The Basic Truths about Tattoo Culture
Some people wonder why certain other people want their skins “vandalized” permanently with ink. The answers vary. For some, it’s a form of self expression. For others, it’s a means of showing appreciation for body art. Yet, some also see it as a symbol for something sentimental or personal – love, philosophy, religion, experiences.
No matter how one sees them, tattoos have been around for so long a time, approximately thousands of years ago. Back then, tattoos serve different purposes for different cultures. For some groups, tattoos indicated social or warrior status – wherein the more inked you are, the more battles you have fought and won. There are also cultures that considered these markings as a canon of beauty, or as a way of identifying a tribe’s members. Whatever the purpose or relevance, tattoos have undeniably played a role in ancient societies.
There have been years – not too long ago – when most people had associated tattoos with bikers, sailors, sideshow artists, and even with gangsters and prisoners. However, in very recent years – more specifically in the last decade, tattoos have had a certain kind of revival and have become greatly popular again. This time, the people who get themselves inked permanently are just as diverse as the tattoo designs and styles they choose.
People who want to get a tattoo work with tattoo artists to come up with custom or personalized tattoo designs. Otherwise, they simply choose from the sample tattoo works or images usually displayed in the shop. Because the skin has the ability to stretch while the artist is using the tattoo equipment, he first needs to stencil or maps out the design on his client’s skin. The artist also needs to know how deeply the needle should pierce into a person’s skin throughout the main tattoo process. Punctures that are way too deep may cause excessive bleeding and pain, while those that are too shallow may cause lines that are uneven.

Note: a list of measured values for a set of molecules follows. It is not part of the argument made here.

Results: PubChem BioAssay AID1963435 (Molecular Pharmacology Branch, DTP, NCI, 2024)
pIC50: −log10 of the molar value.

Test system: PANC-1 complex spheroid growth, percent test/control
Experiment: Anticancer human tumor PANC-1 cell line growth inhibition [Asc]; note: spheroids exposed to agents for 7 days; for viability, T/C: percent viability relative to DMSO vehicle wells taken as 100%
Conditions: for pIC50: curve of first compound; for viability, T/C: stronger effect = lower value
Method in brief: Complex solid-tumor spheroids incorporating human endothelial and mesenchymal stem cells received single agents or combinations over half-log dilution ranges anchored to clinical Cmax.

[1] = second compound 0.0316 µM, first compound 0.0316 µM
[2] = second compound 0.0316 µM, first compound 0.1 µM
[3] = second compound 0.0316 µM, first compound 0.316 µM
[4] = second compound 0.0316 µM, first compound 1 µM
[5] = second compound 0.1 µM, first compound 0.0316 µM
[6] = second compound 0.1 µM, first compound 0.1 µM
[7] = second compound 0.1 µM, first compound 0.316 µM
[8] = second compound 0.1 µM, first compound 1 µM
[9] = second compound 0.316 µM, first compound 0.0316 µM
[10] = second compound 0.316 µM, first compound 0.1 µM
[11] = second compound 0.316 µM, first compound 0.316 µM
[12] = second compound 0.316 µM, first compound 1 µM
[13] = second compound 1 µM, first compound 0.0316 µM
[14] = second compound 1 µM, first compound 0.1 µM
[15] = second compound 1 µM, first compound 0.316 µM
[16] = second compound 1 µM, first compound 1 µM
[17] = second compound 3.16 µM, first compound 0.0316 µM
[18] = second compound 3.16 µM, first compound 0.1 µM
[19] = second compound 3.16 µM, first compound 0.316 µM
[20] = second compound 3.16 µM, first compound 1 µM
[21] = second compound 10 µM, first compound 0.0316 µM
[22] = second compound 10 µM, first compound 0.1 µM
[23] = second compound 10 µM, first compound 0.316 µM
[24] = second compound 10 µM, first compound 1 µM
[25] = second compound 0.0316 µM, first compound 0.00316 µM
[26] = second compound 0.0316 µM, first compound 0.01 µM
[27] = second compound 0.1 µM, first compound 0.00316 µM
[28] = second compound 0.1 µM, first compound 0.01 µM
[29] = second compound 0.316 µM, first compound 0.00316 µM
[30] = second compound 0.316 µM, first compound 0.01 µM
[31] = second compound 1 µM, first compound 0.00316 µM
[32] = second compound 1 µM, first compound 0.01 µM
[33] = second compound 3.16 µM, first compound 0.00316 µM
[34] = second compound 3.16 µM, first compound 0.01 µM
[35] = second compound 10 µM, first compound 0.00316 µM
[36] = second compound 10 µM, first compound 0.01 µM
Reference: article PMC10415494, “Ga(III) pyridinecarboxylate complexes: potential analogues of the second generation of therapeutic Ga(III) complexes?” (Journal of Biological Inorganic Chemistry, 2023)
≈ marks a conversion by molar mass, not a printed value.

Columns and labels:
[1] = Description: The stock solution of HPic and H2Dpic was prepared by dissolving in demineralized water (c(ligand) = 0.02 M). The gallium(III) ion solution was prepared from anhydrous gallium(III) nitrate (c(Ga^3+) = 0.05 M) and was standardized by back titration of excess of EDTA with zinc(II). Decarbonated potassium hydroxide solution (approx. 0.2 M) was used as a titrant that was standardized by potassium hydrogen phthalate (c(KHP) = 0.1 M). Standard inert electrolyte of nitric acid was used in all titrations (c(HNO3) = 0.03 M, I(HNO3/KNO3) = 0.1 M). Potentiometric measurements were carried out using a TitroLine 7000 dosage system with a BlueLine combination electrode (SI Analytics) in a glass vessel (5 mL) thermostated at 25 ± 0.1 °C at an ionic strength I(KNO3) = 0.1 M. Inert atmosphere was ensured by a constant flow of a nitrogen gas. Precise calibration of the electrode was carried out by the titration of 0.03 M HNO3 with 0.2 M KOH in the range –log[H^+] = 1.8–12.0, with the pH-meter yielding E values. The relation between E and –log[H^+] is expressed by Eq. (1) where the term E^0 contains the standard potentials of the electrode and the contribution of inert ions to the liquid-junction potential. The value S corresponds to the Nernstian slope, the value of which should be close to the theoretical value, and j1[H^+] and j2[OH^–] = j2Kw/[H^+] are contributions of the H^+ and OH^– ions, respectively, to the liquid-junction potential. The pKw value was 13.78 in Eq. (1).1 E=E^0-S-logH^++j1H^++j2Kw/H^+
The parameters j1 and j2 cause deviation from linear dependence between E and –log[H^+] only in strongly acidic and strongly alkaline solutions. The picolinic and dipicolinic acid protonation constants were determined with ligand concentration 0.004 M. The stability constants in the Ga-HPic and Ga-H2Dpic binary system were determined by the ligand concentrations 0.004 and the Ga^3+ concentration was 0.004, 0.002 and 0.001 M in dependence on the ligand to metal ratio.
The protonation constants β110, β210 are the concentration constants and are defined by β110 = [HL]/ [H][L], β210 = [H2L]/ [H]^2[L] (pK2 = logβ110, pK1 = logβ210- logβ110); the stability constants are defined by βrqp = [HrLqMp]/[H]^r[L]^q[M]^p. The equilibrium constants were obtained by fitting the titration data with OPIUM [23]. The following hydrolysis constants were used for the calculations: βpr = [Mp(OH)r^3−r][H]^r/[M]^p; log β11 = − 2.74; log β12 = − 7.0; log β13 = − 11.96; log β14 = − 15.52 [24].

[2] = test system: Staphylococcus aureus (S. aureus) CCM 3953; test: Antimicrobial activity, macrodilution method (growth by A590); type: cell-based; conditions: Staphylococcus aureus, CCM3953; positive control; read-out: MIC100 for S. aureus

There are people who have, at one time or another, entertained getting this kind of body art, but always gets turned off by the thought of pain. People who have experienced the process describe the sensation as akin to being stung by a bee, getting pinched, or getting sunburn. However, there are also others who merely say it’s like experiencing a slight tickling. One thing is definite: different people have different levels of tolerance for pain. The size and design of the tattoo, the skill of the tattoo artist doing it, and the location contributes greatly to the pain factor, too.
Selecting the appropriate design for a tattoo is a process that needs utmost care and a whole lot of thinking over. You wouldn’t want a design that you’re not sure you would still like five or ten years down the road. You would not want the name of a lover imprinted in huge letters all over your arm, then find yourself breaking up with that tattoo’s namesake a couple of months after. Remember that tattoos are permanent, and laser removal can be really costly. Get a design that speaks about you as a person, that represents the one thing you hold most dear to your heart, or that symbolizes your affinity to something. Choose a design that’s not based out of impulse or spontaneity, lest you might regret it sooner than you had hoped for.